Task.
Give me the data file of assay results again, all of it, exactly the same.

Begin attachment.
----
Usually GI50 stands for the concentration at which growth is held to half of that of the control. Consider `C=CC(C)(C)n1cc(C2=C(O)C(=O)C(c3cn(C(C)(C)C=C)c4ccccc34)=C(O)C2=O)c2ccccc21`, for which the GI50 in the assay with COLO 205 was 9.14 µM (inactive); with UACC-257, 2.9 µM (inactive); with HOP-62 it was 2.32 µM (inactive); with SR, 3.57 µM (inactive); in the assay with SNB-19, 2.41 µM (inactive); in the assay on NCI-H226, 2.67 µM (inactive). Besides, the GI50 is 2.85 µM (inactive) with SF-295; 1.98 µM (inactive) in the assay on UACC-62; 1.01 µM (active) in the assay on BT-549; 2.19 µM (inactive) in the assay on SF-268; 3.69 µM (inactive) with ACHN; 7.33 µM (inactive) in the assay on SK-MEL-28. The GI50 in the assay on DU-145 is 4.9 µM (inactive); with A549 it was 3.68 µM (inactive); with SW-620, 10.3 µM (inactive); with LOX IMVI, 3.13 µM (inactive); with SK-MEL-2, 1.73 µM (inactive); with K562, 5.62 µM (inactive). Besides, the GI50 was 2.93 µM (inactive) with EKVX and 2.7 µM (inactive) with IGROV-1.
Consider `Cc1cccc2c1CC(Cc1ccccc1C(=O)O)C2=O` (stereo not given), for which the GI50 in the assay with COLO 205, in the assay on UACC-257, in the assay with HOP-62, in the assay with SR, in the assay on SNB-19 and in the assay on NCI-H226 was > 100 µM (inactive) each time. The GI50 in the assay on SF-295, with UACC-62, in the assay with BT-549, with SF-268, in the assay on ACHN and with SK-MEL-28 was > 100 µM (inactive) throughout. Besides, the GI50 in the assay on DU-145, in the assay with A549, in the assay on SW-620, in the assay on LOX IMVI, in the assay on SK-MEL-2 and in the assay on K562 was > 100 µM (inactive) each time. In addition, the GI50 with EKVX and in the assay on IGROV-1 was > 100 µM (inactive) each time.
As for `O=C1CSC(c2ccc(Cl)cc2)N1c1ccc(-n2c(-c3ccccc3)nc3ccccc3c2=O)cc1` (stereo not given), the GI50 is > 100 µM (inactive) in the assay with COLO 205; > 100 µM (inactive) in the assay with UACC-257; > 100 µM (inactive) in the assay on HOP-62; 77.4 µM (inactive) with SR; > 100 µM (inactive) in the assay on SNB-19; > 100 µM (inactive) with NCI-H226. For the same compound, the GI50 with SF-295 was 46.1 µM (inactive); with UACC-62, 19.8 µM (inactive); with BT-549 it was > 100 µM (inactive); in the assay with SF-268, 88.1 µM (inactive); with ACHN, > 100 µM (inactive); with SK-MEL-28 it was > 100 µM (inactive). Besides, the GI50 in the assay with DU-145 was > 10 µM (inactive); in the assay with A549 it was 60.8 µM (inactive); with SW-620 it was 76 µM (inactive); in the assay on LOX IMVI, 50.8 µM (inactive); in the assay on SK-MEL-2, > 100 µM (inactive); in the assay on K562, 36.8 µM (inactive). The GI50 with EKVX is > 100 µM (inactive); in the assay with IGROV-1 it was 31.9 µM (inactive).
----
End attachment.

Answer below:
Usually GI50 stands for the concentration at which growth is held to half of that of the control. Consider `C=CC(C)(C)n1cc(C2=C(O)C(=O)C(c3cn(C(C)(C)C=C)c4ccccc34)=C(O)C2=O)c2ccccc21`, for which the GI50 in the assay with COLO 205 was 9.14 µM (inactive); with UACC-257, 2.9 µM (inactive); with HOP-62 it was 2.32 µM (inactive); with SR, 3.57 µM (inactive); in the assay with SNB-19, 2.41 µM (inactive); in the assay on NCI-H226, 2.67 µM (inactive). Besides, the GI50 is 2.85 µM (inactive) with SF-295; 1.98 µM (inactive) in the assay on UACC-62; 1.01 µM (active) in the assay on BT-549; 2.19 µM (inactive) in the assay on SF-268; 3.69 µM (inactive) with ACHN; 7.33 µM (inactive) in the assay on SK-MEL-28. The GI50 in the assay on DU-145 is 4.9 µM (inactive); with A549 it was 3.68 µM (inactive); with SW-620, 10.3 µM (inactive); with LOX IMVI, 3.13 µM (inactive); with SK-MEL-2, 1.73 µM (inactive); with K562, 5.62 µM (inactive). Besides, the GI50 was 2.93 µM (inactive) with EKVX and 2.7 µM (inactive) with IGROV-1.
Consider `Cc1cccc2c1CC(Cc1ccccc1C(=O)O)C2=O` (stereo not given), for which the GI50 in the assay with COLO 205, in the assay on UACC-257, in the assay with HOP-62, in the assay with SR, in the assay on SNB-19 and in the assay on NCI-H226 was > 100 µM (inactive) each time. The GI50 in the assay on SF-295, with UACC-62, in the assay with BT-549, with SF-268, in the assay on ACHN and with SK-MEL-28 was > 100 µM (inactive) throughout. Besides, the GI50 in the assay on DU-145, in the assay with A549, in the assay on SW-620, in the assay on LOX IMVI, in the assay on SK-MEL-2 and in the assay on K562 was > 100 µM (inactive) each time. In addition, the GI50 with EKVX and in the assay on IGROV-1 was > 100 µM (inactive) each time.
As for `O=C1CSC(c2ccc(Cl)cc2)N1c1ccc(-n2c(-c3ccccc3)nc3ccccc3c2=O)cc1` (stereo not given), the GI50 is > 100 µM (inactive) in the assay with COLO 205; > 100 µM (inactive) in the assay with UACC-257; > 100 µM (inactive) in the assay on HOP-62; 77.4 µM (inactive) with SR; > 100 µM (inactive) in the assay on SNB-19; > 100 µM (inactive) with NCI-H226. For the same compound, the GI50 with SF-295 was 46.1 µM (inactive); with UACC-62, 19.8 µM (inactive); with BT-549 it was > 100 µM (inactive); in the assay with SF-268, 88.1 µM (inactive); with ACHN, > 100 µM (inactive); with SK-MEL-28 it was > 100 µM (inactive). Besides, the GI50 in the assay with DU-145 was > 10 µM (inactive); in the assay with A549 it was 60.8 µM (inactive); with SW-620 it was 76 µM (inactive); in the assay on LOX IMVI, 50.8 µM (inactive); in the assay on SK-MEL-2, > 100 µM (inactive); in the assay on K562, 36.8 µM (inactive). The GI50 with EKVX is > 100 µM (inactive); in the assay with IGROV-1 it was 31.9 µM (inactive).